The organisers and the programme committee of the GIScience Conference 2020 invite authors to submit 1000 words excluding references (no more than 3 A4 pages) for 15-minute presentations at the The social, the science and the humanities: Bridging three cultures of geographic information workshop.

Instructions for Authors

Please submit via EasyChair an extended abstract of no more than 1000 words excluding references (no more than 3 A4 pages) for 15-minute presentations by Friday 29th May 2020, 5pm (GMT).



Covid-19 update: This edition of the workshop will focus on the value of interdisciplinary interactions in this time of crisis. In epidemiology and public health, there is a crucial geospatial dimension to model and manage human interactions. While these crucial efforts tend to rely on quantitative spatial thinking, what is the role of the qualitative social sciences and the humanities in countering the pandemic?

A decade ago, psychologist Jerome Kagan argued that three incompatible research cultures exist in academia: the natural sciences, the social sciences, and the humanities (Kagan, 2009). From its inception, GIScience has been porous, inter-disciplinary and multi-paradigm, mingling with other communities (Blaschke & Merschdorf, 2014). However, most research in GIScience comfortably situates itself with the natural and quantitative social sciences. Interactions with the more qualitative social sciences are limited, and often tense, as the critical GIS debates demonstrate (Sui & DeLyser, 2012). Substantive GIScience work in the humanities is limited to historical GIS (Roberts et al., 2014).

This workshop aims to provide the opportunity to explore, showcase and engage with research practices and projects that link GIScience to the social sciences and the humanities. The discussion will be articulated along three core concerns. (1) In what ways are GIScientists working across qualitative and quantitative realms with social scientists, and humanists? What are the scientific, epistemic, ethical, and practical implications of these interactions? Is GIScience a meta-science that can reduce friction between different disciplines? (2) How can GIScientists engage more effectively with interdisciplinary teams that involve social scientists and humanists? What are promising strategies to conduct not only “respectable”, but high-impact GIScience research in the context of those collaborations? (3) How should GIScience position itself in the broader academic landscape with respect to non-STEM disciplines, not just in scientific terms, but also regarding funding and publication strategy?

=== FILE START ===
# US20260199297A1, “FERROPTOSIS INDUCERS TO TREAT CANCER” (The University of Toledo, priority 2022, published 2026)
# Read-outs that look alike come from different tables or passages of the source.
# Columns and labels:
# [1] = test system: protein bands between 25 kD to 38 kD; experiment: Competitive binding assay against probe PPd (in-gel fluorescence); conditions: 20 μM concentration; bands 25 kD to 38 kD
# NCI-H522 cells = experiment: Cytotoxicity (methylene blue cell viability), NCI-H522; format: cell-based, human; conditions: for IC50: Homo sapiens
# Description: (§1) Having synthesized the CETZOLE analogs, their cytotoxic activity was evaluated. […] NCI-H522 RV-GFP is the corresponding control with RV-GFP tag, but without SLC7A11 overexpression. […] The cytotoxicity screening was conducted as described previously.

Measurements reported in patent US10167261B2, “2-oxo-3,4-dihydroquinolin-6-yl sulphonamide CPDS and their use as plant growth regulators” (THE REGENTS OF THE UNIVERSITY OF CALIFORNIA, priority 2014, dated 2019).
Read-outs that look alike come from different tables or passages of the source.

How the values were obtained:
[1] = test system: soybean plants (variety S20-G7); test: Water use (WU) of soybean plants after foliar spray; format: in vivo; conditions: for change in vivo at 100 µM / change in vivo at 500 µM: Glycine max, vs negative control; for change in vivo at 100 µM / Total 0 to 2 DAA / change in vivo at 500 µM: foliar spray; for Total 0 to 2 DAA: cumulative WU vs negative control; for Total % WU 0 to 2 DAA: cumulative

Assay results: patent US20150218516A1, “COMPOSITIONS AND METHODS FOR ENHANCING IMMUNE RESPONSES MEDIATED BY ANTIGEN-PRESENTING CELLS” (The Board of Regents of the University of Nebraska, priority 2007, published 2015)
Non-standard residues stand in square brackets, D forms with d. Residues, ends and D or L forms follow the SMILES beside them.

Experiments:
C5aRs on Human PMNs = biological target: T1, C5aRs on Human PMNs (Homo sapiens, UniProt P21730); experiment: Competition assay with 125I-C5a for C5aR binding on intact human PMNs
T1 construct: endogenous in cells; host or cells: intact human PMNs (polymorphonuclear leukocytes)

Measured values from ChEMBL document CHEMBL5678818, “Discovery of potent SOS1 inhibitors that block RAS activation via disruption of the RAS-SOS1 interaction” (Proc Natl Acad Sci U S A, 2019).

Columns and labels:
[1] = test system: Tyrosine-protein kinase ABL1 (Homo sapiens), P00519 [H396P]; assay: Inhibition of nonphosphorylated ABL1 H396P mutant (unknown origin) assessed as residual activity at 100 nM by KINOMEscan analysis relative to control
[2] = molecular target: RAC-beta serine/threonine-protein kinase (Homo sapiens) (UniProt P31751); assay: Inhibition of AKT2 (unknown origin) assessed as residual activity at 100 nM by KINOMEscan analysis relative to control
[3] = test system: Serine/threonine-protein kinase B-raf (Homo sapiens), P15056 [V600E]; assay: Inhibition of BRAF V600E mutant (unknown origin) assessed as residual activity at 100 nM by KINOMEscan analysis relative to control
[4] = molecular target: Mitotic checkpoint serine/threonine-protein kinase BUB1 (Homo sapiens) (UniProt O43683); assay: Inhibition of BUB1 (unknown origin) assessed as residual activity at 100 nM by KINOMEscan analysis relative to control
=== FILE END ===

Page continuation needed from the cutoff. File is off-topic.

We encourage submissions from researchers who engage with or have an interest in disciplines such as human geography, history, economics, linguistics, archeology, public health, sociology, media studies, and political science. More specifically, the topics include (but are not limited to):

  • GIScience for social sciences
  • Spatial digital humanities
  • Spatial social media and social research
  • Information geography and digital geography
  • Spatial media studies, cultural analytics
  • Information studies, science & technology studies
  • Qualitative GIS and critical GIS


ABrown, G., Strickland-Munro, J., Kobryn, H., & Moore, S. A. (2017). Mixed methods participatory GIS: An evaluation of the validity of qualitative and quantitative mapping methods. Applied geography, 79, 153-166.

Roberts, L., Thevenin, T., et al. (2014). Toward spatial humanities: Historical GIS and spatial history. Bloomington, IN: Indiana University Press.

Kagan, J. (2009). The three cultures: Natural sciences, social sciences, and the humanities in the 21st century. Cambridge, UK: Cambridge University Press.

Sui, D., & DeLyser, D. (2012). Crossing the qualitative-quantitative chasm I: Hybrid geographies, the spatial turn, and volunteered geographic information (VGI). Progress in Human Geography, 36(1), 111-124.